This was an interesting thought experiment about how one must be careful what one wishes for, but to me it never really extended beyond a thought experiment. Some of the turns of phrase were interesting and strange and definitely lent something to the story. But in the end I just was never really connected with it, and the concept itself was also not something new to me. Not bad by any means, but easily forgettable.

 

3. If You Were a Dinosaur, My Love”, Rachel Swirsky (Apex Magazine, Mar-2013)
This story starts out with the whimsical hypothetical in the title, as spoken by a woman to a friend she loves dearly, and continues on to give real life reasons why she is pondering this whimsy.

The characters read as real once the story got to the story, but I found all the hypotheticals more irritating than entertaining or illuminating. If A, then B. If B, then C. If C, then D. A story this short shouldn’t feel too long, but to me it did. Eventually the story gets to the actual story behind the hypotheticals, but by that time I was just impatient for it to be over.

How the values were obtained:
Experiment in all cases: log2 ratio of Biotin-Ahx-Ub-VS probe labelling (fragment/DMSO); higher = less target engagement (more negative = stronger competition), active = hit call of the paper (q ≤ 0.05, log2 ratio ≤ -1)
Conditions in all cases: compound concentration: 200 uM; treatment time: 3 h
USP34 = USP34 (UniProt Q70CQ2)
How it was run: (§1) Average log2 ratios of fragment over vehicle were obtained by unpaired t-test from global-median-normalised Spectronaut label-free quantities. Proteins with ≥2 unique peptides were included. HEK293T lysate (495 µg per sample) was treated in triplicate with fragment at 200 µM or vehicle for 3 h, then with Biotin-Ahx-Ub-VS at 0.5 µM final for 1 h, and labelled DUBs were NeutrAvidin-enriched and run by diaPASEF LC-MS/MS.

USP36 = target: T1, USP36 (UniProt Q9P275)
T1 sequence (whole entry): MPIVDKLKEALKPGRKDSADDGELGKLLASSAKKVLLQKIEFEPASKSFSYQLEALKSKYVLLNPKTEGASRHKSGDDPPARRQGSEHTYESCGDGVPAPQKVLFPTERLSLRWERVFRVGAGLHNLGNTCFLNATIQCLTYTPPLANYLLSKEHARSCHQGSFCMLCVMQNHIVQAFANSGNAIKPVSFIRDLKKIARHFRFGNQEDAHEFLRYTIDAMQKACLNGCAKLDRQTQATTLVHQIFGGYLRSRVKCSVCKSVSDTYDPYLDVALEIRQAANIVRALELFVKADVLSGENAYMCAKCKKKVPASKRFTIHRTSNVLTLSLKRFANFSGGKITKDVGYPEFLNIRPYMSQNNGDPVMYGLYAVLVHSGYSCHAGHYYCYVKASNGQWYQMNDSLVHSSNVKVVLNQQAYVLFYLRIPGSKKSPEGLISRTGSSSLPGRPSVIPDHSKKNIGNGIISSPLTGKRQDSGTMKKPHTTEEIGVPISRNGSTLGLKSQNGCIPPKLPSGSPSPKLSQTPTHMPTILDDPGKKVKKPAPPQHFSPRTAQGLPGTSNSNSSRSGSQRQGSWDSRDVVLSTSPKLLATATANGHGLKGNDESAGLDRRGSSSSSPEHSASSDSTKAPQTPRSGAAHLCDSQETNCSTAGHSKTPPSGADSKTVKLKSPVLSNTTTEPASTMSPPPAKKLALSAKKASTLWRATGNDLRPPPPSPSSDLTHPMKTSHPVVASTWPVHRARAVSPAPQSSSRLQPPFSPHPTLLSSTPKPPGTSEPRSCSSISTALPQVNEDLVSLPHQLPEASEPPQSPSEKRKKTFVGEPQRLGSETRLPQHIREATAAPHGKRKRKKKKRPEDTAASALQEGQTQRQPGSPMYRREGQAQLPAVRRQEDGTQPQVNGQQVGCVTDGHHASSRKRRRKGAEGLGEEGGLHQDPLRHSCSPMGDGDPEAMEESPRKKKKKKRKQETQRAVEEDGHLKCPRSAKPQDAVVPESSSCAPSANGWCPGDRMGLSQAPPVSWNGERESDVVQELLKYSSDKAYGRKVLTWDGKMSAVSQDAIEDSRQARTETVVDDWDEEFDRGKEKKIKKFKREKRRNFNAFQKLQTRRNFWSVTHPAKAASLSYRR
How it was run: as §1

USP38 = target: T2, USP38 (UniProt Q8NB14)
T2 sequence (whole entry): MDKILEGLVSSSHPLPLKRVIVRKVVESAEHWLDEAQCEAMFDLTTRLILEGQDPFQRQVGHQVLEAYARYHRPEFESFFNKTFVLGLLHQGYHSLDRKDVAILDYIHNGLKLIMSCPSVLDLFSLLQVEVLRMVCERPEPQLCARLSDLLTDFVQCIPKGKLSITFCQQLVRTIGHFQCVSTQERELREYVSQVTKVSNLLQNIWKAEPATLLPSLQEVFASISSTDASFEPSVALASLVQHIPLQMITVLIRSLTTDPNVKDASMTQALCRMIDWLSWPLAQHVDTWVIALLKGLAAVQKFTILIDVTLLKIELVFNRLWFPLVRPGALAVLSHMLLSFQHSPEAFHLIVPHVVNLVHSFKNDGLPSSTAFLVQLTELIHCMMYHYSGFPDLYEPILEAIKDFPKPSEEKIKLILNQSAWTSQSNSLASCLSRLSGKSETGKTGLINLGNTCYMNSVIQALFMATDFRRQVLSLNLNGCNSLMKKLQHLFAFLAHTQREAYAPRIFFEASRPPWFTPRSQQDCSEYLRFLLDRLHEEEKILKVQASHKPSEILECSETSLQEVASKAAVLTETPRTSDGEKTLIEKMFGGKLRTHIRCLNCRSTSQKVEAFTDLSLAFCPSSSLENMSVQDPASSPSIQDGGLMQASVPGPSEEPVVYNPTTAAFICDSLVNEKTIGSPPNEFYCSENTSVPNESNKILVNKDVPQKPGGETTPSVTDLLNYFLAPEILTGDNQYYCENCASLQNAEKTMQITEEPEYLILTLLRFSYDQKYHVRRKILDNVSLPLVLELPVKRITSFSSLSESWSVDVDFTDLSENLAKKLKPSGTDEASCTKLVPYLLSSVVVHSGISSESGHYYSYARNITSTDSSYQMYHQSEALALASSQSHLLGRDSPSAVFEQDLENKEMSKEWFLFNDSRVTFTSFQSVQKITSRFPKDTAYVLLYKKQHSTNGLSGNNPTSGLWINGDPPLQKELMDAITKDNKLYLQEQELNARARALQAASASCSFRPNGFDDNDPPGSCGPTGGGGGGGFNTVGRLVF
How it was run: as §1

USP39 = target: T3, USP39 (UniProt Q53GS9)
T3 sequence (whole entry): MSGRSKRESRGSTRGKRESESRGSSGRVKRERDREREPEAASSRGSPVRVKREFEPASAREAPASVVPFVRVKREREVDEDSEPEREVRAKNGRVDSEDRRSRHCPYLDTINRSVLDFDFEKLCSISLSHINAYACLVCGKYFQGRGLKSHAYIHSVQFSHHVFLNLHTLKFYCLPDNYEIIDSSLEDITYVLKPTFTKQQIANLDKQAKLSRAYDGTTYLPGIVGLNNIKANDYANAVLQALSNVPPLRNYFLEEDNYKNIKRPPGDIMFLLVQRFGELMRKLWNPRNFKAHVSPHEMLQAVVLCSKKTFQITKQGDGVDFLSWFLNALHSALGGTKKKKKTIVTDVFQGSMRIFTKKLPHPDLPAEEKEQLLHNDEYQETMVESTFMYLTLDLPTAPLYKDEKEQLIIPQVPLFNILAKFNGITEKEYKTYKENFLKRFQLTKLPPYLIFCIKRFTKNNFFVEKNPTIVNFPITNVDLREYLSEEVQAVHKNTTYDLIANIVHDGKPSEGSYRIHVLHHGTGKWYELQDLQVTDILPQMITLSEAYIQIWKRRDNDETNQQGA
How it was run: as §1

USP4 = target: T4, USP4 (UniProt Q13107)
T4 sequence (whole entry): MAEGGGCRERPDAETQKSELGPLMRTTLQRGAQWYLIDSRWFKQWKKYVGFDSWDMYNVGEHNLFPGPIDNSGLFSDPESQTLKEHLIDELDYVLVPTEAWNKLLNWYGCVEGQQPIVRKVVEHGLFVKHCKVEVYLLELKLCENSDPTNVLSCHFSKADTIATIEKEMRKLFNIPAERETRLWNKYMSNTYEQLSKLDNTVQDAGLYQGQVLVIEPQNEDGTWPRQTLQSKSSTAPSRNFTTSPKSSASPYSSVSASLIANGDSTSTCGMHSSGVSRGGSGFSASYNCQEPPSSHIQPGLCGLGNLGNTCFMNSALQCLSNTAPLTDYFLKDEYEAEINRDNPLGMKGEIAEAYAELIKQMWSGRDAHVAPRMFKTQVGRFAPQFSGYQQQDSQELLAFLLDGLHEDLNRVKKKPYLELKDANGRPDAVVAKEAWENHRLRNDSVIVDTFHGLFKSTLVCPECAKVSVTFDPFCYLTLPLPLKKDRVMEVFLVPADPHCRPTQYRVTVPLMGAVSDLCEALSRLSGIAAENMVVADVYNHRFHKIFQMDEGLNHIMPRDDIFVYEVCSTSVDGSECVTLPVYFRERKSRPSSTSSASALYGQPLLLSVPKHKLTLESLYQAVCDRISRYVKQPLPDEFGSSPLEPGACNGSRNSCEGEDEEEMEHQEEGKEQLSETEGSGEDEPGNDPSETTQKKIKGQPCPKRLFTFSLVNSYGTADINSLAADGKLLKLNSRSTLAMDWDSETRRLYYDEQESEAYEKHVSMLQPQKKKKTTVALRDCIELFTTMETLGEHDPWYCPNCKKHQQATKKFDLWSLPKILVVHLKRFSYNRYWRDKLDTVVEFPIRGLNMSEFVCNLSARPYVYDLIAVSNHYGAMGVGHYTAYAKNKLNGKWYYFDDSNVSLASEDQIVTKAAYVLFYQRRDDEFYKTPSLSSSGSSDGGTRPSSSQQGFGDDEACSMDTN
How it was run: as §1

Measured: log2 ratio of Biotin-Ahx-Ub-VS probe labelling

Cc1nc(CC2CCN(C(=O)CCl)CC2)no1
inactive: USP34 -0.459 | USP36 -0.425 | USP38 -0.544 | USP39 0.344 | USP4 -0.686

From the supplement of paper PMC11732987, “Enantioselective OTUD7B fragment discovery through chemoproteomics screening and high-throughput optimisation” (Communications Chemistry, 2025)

4. Selkie Stories Are for Losers”, Sofia Samatar (Strange Horizons, Jan-2013)
A girl’s mother leaves her family behind. The girl thinks the circumstances imply that her mother is a selkie (a mythical shapeshifting creature that could turn into a seal by pulling on her sealskin, but would be trapped in human form if that skin was stolen).

Most of the body of the story is the girl criticizing the tropes of selkie stories, which I wasn’t very interested in, partly because I haven’t seen enough selkie stories to really say whether her tropes are actually accurate or not. While some of the circumstances of her mother leaving match a selkie story, I didn’t see any really strong evidence that that was the case, so it just seemed to be a story about a neurotic fixation caused by family trauma. The family trauma, perhaps I should’ve felt moved by, but it happened before the story started, and rather than confront the real situation she spends all of her time obsessing about selkie stories.

Not my thing, I guess.